data:[‘Peter’, ‘Tom’, ‘Anne’]
})

This should get it working as it did for me.

 

Reference: Github issue

 

Hope  it helps

Postgres Error On Heroku

Recently, I ran into an error while deploying an application(redmine to be specific) on heroku.
I followed all steps listed on the wiki page, remove the required files from gitignore etc but when I did git push, I kept on getting the error:

Please configure your config/database.yml first
remote: rake aborted!
remote: URI::InvalidURIError: bad URI(is not URI?): ://user:pass@127.0.0.1/dbname

Since Heroku generates database.yml file itself, I had no clue what to do.
So in the gemfile, I deleted the following block:
# database_file = File.join(File.dirname(__FILE__), "config/database.yml")
# if File.exist?(database_file)
# database_config = YAML::load(ERB.new(IO.read(database_file)).result)
# adapters = database_config.values.map {|c| c['adapter']}.compact.uniq
# if adapters.any?
# adapters.each do |adapter|
# case adapter
# when 'mysql2'
# gem "mysql2", "~> 0.3.11", :platforms => [:mri, :mingw, :x64_mingw]
# gem "activerecord-jdbcmysql-adapter", :platforms => :jruby
# when 'mysql'
# gem "activerecord-jdbcmysql-adapter", :platforms => :jruby
# when /postgresql/
# gem "pg", "~> 0.17.1", :platforms => [:mri, :mingw, :x64_mingw]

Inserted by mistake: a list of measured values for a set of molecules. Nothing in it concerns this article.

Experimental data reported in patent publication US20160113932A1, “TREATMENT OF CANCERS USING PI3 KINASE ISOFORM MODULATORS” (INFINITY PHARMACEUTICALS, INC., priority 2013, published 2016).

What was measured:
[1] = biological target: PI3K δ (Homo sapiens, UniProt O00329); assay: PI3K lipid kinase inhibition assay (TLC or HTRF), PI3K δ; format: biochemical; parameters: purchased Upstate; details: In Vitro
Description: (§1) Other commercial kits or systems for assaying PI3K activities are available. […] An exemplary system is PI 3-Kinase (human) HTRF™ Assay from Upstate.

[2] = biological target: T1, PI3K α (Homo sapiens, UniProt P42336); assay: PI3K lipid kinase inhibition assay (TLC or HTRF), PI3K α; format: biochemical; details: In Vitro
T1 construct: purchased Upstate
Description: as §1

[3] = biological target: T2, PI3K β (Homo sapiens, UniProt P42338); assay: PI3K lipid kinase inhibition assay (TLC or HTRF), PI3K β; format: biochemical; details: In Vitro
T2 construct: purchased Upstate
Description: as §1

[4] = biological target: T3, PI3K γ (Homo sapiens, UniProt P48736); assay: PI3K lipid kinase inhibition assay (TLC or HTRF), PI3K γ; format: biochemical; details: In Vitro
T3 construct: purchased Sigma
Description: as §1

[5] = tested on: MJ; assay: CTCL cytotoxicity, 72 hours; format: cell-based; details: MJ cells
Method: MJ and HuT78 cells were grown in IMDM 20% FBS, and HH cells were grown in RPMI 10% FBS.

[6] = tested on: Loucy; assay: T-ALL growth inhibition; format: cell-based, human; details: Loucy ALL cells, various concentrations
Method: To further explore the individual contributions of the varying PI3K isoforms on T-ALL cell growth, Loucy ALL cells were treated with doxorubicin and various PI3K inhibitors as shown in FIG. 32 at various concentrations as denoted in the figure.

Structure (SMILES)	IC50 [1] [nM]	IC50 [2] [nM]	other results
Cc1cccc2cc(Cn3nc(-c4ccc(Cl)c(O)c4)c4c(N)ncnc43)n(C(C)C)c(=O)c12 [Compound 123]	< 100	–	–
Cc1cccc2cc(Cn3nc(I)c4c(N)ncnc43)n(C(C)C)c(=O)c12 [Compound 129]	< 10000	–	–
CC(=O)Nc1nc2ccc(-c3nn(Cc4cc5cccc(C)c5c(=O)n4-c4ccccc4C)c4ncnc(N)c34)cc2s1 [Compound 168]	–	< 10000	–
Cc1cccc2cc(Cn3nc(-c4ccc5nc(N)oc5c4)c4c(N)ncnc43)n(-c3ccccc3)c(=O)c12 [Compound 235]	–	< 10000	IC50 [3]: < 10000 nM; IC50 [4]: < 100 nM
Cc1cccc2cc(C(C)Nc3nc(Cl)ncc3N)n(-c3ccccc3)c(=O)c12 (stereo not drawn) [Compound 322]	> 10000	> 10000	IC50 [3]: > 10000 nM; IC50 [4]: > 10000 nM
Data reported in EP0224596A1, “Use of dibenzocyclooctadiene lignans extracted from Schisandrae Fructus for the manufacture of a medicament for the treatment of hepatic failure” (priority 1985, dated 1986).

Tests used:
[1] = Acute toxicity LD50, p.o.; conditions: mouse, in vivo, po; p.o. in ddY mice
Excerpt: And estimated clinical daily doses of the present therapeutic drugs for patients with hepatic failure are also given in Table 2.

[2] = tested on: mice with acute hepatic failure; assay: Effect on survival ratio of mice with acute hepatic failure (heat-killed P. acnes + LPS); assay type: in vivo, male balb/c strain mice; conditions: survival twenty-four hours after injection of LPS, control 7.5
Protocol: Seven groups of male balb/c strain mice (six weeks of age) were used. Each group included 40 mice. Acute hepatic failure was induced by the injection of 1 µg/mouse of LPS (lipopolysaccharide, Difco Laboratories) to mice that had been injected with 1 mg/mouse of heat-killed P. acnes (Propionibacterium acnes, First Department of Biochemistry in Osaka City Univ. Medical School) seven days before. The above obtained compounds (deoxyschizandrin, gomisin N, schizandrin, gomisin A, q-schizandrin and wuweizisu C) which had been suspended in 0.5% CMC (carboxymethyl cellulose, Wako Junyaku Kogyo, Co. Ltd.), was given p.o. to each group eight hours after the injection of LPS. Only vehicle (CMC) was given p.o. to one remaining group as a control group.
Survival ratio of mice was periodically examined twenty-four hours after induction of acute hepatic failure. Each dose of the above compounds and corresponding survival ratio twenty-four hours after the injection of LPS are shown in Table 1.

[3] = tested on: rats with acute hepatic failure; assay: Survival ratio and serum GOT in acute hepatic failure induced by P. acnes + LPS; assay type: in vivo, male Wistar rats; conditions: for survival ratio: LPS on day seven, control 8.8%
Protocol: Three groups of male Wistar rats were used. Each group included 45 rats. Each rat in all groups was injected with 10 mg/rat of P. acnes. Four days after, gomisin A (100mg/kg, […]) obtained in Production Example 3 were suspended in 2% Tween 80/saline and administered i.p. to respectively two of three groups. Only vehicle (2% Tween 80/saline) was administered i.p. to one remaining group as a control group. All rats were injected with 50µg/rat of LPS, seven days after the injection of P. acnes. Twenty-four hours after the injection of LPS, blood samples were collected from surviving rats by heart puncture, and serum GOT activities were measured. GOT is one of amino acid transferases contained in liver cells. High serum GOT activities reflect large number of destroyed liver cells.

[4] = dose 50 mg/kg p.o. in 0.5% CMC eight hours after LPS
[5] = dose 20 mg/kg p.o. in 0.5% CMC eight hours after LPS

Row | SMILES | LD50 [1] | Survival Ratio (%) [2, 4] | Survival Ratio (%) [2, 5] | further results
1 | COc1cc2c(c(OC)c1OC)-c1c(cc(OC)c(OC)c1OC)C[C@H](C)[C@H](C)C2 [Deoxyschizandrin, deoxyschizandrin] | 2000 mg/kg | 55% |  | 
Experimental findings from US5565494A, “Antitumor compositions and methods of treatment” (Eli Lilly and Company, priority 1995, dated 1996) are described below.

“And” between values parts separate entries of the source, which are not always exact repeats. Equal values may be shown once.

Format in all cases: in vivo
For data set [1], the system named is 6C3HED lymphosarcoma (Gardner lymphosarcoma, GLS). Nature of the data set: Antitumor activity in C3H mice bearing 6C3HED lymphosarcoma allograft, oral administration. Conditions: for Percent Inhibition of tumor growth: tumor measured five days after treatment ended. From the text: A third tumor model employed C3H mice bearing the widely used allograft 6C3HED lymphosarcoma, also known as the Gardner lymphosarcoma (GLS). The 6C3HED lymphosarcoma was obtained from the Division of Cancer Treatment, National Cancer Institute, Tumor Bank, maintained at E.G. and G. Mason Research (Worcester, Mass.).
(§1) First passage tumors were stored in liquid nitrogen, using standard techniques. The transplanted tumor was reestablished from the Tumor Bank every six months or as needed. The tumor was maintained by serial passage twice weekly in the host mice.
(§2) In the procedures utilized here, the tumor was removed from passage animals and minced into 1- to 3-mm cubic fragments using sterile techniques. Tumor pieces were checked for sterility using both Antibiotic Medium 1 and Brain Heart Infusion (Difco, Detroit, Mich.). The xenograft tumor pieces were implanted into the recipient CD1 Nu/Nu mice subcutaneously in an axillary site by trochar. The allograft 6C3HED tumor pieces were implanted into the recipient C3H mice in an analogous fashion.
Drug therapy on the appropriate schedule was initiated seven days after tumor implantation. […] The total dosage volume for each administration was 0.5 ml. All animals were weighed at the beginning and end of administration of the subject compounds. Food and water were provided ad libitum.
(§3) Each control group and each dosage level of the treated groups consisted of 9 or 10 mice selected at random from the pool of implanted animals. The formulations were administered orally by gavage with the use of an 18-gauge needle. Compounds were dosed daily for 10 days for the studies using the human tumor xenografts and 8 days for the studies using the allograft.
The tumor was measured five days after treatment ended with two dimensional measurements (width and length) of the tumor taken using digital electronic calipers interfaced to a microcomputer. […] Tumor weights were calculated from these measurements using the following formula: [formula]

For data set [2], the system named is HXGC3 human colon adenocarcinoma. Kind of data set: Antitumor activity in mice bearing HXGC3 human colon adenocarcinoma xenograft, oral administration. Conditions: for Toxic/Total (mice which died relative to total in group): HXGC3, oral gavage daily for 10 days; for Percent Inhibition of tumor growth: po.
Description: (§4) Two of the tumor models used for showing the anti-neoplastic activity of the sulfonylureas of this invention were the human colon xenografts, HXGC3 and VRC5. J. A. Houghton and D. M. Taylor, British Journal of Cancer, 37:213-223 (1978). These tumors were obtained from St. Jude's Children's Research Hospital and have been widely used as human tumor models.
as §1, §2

# gem "activerecord-jdbcpostgresql-adapter", :platforms => :jruby
# when /sqlite3/
# gem "sqlite3", :platforms => [:mri, :mingw, :x64_mingw]
# gem "jdbc-sqlite3", "< 3.8", :platforms => :jruby
# gem "activerecord-jdbcsqlite3-adapter", :platforms => :jruby
# when /sqlserver/
# gem "tiny_tds", "~> 0.6.2", :platforms => [:mri, :mingw, :x64_mingw]
# gem "activerecord-sqlserver-adapter", :platforms => [:mri, :mingw, :x64_mingw]
# else
# warn("Unknown database adapter `#{adapter}` found in config/database.yml, use Gemfile.local to load your own database gems")
# end
# end
# else
# warn("No adapter found in config/database.yml, please configure it first")
# end
# else
# warn("Please configure your config/database.yml first")
# end

and added

group :production do
# gems specifically for Heroku go here
gem "pg", ">= 0.11.0"
end

Also in config/environments/production.rb,I added the following line:

config.assets.initialize_on_precompile = false

Once I pushed, the above error went away but I got the following error:


Running: rake assets:precompile